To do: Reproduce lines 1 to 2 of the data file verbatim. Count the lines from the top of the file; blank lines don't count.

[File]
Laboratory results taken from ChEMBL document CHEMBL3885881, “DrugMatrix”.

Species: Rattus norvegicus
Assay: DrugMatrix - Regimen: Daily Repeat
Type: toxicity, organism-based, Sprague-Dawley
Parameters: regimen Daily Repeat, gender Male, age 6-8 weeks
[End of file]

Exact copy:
Laboratory results taken from ChEMBL document CHEMBL3885881, “DrugMatrix”.

Species: Rattus norvegicus